Thus, ʻultimately, Christian media marketing negotiates between marketing products and marketing faith by framing Christianity as a belief system that benefits the user, but not necessarily benefits the lives of others.ʼ* In other words, the multiplication of products can proceed without the other-centredness so central to the multiplication of persons.

Jesus puts that other-centredness like this: “when a grain of wheat falls into the earth and dies, it remains above; but if it dies, it bears more fruit.”** This is the multiplication of persons, not products. Indeed, confusing the former with the latter not only distorts our understanding of the multiplication of persons, it can also distort the Christian faith itself. 

So how have books like Bonhoefferʼs The Cost of Discipleship been marketed? Or have they been? For surely marketing them via those themes identified by Trammell risks great irony, on the one hand, and un-marketability, on the other.***

(Yeah, I know I said that all this operational/relational stuff was on the back-burner ... I lied!)


* Jim Y. Trammell, ʻ“The Grandest, Most Compelling Story of All Time”: Dominant Themes of Christian Media Marketingʼ, The Journal of Religion and Popular Culture, 26:1, Spring 2014, 32.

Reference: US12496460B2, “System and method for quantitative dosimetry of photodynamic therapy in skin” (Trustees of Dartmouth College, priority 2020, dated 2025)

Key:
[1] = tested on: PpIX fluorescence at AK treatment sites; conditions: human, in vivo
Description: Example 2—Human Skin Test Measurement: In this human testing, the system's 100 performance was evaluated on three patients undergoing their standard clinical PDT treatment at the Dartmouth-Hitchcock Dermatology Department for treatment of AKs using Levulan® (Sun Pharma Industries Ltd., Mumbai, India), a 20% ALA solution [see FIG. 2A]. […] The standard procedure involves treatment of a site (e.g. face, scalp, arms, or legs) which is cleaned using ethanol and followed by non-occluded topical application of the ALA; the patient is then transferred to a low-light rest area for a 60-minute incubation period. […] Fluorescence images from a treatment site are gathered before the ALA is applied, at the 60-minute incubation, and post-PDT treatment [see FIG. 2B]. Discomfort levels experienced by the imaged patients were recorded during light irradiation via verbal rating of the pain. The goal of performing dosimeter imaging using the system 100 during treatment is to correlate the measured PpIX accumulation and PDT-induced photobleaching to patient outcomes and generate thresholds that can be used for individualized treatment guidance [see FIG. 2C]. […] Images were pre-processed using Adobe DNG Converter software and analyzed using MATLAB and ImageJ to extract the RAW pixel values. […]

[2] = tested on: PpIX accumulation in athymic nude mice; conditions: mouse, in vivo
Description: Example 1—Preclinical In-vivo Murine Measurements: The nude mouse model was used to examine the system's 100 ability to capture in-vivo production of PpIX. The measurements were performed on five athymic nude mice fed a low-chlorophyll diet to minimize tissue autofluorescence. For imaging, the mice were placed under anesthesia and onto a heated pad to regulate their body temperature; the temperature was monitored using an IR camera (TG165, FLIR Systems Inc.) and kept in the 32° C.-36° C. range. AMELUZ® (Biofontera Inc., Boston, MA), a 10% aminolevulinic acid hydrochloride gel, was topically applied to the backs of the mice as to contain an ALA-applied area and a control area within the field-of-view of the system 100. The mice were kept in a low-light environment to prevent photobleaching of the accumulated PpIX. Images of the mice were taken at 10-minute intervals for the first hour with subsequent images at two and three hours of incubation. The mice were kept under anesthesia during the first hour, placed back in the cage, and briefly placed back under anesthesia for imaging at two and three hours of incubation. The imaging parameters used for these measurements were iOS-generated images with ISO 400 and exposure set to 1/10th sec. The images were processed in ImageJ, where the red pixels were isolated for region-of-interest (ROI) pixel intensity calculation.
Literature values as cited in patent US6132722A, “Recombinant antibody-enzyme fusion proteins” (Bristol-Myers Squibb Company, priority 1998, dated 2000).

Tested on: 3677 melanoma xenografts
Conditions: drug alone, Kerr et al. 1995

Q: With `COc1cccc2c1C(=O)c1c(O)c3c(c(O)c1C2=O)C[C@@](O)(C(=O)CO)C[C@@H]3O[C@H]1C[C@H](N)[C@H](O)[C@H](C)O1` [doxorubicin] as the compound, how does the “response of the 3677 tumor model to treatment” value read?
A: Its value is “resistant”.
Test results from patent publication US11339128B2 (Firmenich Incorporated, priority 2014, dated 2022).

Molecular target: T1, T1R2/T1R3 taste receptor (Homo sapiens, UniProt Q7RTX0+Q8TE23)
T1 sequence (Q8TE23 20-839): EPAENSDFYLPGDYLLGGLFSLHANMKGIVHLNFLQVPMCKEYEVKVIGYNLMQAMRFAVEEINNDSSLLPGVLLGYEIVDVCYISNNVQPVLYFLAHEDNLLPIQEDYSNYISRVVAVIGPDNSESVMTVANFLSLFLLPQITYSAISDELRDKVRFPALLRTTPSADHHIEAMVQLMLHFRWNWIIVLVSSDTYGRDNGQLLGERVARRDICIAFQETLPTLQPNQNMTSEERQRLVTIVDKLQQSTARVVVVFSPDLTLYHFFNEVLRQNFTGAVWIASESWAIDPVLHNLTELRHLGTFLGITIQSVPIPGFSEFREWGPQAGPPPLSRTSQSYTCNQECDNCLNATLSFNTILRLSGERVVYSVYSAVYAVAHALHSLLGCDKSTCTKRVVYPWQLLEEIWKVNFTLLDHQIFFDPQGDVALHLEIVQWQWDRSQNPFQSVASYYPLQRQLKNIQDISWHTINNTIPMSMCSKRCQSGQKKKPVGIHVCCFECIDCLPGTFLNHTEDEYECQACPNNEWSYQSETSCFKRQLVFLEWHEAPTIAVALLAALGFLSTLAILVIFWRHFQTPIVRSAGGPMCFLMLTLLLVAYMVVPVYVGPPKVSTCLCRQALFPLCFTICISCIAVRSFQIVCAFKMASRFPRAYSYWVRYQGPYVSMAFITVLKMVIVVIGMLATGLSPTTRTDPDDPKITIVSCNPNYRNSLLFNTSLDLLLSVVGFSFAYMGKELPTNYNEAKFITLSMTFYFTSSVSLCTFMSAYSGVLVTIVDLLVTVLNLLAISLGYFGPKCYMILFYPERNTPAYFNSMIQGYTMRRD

** John 12:24 [ESV].
*** Dietrich Bonhoeffer, The Cost of Discipleship (trans. R.H. Fuller, London: SCM, 1959).

Wednesday, 19 March 2014

Christenings and Testimonies

Last month, two proposed posts on operational and relational strategy turned into twelve (all the posts in February and thus far in March). So hopefully we can now put that on the back burner, and change topic entirely.

A couple of weeks ago we asked our church if they could christen Daniel on his first birthday. (That makes things easier for family. This way they donʼt have to come to London once each for his birthday and his christening. They can kill two birds with one stone.)

In return, we were asked why we wanted him to be christened. So I said something along the following lines:

Most, if not all, of our testimony training is about “me”. Itʼs about how “I” was before I came to faith, and about how “I” find myself afterwards.

Me, me, me.

Yet my story is bound up with my parents. Other peopleʼs stories are bound up with their friends (or, on occasion, with a stranger).

And God is at work in these stories too. (Thatʼs where “me”-centred testimony-training falls short, important though it is.)

God was at work in my life, and in Kathy (my-wife)ʼs life, long before he was at work in Danielʼs life (at least from our vantage on time).

Christening celebrates that this is the case. It reminds us that Danielʼs story is bound up with stories over which he has no say or control. It reminds us of grace.

So that was my answer on the day. But I have a little more to add.

Yes, christening reminds us of grace. But christening is no mere reminder. It also promises grace. It promises divine presence: first through the work of God in us parents (and god parents), then through the church, and then through whatever mysteries divine providence sees fit.

And, dear God, I pray that my little boy will be blessed.